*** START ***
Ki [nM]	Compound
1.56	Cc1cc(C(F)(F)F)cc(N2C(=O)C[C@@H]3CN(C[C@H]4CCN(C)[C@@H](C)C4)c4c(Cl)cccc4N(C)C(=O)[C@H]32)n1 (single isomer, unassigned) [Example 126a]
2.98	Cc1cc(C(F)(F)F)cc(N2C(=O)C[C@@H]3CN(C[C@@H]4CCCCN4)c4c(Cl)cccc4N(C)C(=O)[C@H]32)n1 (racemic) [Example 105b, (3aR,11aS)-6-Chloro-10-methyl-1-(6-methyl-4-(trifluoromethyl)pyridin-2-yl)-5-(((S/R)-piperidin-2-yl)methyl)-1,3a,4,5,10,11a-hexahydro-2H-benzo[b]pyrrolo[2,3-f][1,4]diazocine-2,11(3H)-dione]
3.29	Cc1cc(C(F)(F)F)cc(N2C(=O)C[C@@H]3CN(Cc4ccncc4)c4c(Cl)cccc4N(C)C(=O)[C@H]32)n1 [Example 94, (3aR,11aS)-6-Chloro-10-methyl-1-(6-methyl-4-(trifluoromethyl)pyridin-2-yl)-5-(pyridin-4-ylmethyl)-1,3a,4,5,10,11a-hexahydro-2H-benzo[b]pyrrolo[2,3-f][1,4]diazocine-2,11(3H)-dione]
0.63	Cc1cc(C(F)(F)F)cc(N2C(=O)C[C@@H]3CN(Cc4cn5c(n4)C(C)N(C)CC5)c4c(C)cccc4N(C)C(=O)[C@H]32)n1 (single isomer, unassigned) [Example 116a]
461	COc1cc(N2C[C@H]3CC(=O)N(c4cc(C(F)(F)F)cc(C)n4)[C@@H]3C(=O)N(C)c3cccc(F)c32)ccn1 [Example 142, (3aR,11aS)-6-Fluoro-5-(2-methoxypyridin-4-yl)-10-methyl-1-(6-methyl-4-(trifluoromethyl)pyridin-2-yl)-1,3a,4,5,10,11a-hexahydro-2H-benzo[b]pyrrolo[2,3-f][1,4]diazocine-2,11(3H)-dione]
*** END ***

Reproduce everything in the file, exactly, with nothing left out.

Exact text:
Ki [nM]	Compound
1.56	Cc1cc(C(F)(F)F)cc(N2C(=O)C[C@@H]3CN(C[C@H]4CCN(C)[C@@H](C)C4)c4c(Cl)cccc4N(C)C(=O)[C@H]32)n1 (single isomer, unassigned) [Example 126a]
2.98	Cc1cc(C(F)(F)F)cc(N2C(=O)C[C@@H]3CN(C[C@@H]4CCCCN4)c4c(Cl)cccc4N(C)C(=O)[C@H]32)n1 (racemic) [Example 105b, (3aR,11aS)-6-Chloro-10-methyl-1-(6-methyl-4-(trifluoromethyl)pyridin-2-yl)-5-(((S/R)-piperidin-2-yl)methyl)-1,3a,4,5,10,11a-hexahydro-2H-benzo[b]pyrrolo[2,3-f][1,4]diazocine-2,11(3H)-dione]
3.29	Cc1cc(C(F)(F)F)cc(N2C(=O)C[C@@H]3CN(Cc4ccncc4)c4c(Cl)cccc4N(C)C(=O)[C@H]32)n1 [Example 94, (3aR,11aS)-6-Chloro-10-methyl-1-(6-methyl-4-(trifluoromethyl)pyridin-2-yl)-5-(pyridin-4-ylmethyl)-1,3a,4,5,10,11a-hexahydro-2H-benzo[b]pyrrolo[2,3-f][1,4]diazocine-2,11(3H)-dione]
0.63	Cc1cc(C(F)(F)F)cc(N2C(=O)C[C@@H]3CN(Cc4cn5c(n4)C(C)N(C)CC5)c4c(C)cccc4N(C)C(=O)[C@H]32)n1 (single isomer, unassigned) [Example 116a]
461	COc1cc(N2C[C@H]3CC(=O)N(c4cc(C(F)(F)F)cc(C)n4)[C@@H]3C(=O)N(C)c3cccc(F)c32)ccn1 [Example 142, (3aR,11aS)-6-Fluoro-5-(2-methoxypyridin-4-yl)-10-methyl-1-(6-methyl-4-(trifluoromethyl)pyridin-2-yl)-1,3a,4,5,10,11a-hexahydro-2H-benzo[b]pyrrolo[2,3-f][1,4]diazocine-2,11(3H)-dione]